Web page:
Technology- Based Licensing and Distribution

Where software, medical device or technology-based products are developed, the developer, consultant or entrepreneur often seeks to use a third party to outsource sale and distribution.  Thus, the product, device or software will be licensed with arrangements for distribution with a value added reseller, dealers or other appropriate sales and distribution channels. 

Licensing has its own set of issues including scope of license, fields and applications licensed, territory covered.  The license also needs to state and the parties often negotiate whether the license is exclusive and length of term or irrevocable.

The License should cover other issues as well:  quality assurance, use of trademarks, other IP rights, promotion obligations, quotas and customer service.  The license should also then the compensation issues – royalties to be paid up front, over time, based on sales. 

Care in Contracts to protect your business

The contracts discussed are important in early stage business.  They need to be prepared carefully so that the entrepreneur or consultant has a clear understanding of her or her contractual responsibilities.  The contracts also need to provide a degree of protection to the entrepreneur and consultant so that unnecessary risks and liabilities are avoided.  Without care, bad contracts can sink a business.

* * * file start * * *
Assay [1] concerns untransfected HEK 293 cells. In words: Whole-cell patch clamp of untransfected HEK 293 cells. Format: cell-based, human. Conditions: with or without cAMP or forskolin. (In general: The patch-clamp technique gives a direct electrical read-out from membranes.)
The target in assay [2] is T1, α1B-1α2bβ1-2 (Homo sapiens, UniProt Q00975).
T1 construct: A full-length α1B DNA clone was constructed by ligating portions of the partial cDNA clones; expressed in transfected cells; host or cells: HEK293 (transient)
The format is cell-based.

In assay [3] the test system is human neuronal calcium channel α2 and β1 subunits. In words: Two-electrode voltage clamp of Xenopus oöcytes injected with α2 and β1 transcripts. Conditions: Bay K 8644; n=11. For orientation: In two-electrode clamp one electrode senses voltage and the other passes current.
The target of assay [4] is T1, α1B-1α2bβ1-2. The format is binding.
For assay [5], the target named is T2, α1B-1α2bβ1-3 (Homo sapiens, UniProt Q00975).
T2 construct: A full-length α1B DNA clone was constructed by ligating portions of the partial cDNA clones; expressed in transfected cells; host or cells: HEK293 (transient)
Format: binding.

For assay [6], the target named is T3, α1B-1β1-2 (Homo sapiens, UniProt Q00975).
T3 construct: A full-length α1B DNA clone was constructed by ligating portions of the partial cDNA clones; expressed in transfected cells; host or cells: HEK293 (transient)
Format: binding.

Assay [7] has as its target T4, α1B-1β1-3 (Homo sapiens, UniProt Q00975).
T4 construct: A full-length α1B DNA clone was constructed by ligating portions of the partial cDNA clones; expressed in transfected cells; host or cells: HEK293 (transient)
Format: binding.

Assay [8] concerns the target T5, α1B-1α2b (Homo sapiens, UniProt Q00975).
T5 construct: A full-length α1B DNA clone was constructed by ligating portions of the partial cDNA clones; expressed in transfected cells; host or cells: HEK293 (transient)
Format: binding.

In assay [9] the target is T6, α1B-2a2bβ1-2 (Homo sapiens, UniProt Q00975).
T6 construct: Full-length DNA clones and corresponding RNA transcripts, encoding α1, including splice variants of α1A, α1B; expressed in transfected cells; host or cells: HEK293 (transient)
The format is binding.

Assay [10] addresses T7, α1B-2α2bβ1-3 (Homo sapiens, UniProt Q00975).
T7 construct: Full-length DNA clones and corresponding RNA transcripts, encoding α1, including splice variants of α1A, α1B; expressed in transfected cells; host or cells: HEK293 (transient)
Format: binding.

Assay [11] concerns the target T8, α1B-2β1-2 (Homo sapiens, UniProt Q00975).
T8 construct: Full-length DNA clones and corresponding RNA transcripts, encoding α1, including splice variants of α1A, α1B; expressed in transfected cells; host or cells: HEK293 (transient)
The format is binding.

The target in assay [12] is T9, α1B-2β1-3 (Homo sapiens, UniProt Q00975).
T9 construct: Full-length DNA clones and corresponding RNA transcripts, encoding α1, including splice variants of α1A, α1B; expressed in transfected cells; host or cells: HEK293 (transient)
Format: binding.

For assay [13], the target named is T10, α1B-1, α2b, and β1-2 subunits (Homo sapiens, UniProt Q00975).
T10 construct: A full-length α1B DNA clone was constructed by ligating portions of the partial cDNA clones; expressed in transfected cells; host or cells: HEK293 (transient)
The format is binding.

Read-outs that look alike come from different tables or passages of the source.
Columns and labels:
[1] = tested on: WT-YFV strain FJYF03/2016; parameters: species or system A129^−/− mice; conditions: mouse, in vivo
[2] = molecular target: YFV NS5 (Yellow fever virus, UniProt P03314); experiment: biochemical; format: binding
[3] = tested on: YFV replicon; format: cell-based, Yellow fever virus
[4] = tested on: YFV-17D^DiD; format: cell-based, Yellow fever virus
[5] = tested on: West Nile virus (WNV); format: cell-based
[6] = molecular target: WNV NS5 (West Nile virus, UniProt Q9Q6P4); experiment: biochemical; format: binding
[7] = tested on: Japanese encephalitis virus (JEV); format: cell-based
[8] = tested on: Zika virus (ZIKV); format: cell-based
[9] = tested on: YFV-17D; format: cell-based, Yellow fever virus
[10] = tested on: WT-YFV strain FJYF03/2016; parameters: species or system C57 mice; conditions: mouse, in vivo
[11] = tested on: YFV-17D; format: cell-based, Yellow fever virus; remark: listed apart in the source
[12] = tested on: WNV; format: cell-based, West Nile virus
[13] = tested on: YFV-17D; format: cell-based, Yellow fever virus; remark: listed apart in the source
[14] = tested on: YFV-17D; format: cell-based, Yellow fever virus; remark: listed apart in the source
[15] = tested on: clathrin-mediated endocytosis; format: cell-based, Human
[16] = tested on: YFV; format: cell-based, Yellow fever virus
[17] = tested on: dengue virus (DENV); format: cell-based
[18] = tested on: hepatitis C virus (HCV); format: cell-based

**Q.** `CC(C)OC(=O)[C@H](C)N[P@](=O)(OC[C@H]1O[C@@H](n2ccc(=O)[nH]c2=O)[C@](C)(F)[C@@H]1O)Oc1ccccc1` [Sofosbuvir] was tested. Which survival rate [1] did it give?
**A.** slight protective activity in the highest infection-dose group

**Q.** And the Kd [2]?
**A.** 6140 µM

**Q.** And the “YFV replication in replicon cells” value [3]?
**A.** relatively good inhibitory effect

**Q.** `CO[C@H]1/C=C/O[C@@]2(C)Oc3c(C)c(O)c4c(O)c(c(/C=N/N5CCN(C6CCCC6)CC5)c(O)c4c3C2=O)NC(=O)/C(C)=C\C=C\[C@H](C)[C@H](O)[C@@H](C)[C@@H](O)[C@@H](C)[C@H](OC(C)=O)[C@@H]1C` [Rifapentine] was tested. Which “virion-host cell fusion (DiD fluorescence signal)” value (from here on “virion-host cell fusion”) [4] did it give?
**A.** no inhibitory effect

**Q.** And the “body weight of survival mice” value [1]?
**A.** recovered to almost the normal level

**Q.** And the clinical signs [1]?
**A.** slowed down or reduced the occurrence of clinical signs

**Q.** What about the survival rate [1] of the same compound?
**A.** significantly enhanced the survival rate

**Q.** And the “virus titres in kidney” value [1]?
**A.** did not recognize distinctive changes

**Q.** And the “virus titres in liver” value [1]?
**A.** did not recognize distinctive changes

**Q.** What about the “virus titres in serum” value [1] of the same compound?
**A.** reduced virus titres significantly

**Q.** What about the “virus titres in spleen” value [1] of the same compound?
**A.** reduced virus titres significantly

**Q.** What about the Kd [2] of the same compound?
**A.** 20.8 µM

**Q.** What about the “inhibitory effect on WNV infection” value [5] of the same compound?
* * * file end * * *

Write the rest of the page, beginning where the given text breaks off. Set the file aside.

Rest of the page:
Robert A. Adelson, is a corporate, tax, contracts and intellectual property attorney and partner at the firm, Engel & Schultz LLP, Boston, MA You can contact Mr. Adelson at radelson@engelschultz.com

(c) 2011 Robert A. Adelson

Author: radelson

Robert Adelson has been a corporate and tax attorney since 1977. He began as an associate at nationally prominent New York City “mega” law firms, first at the Wall Street firm Dewey Ballantine Bushby Palmer & Wood and later at the Park Avenue firm Weil Gotshal & Manges. In 1985, Adelson returned home, where he has since established himself as a respected Boston business attorney. He has attained partner at several small and midsize Boston law firms, most recently at Lawson & Weitzen LLP and then Zimble Brettler LLP, where he was a partner from 1994 to 2004 before becoming a partner at Engel & Schultz LLP.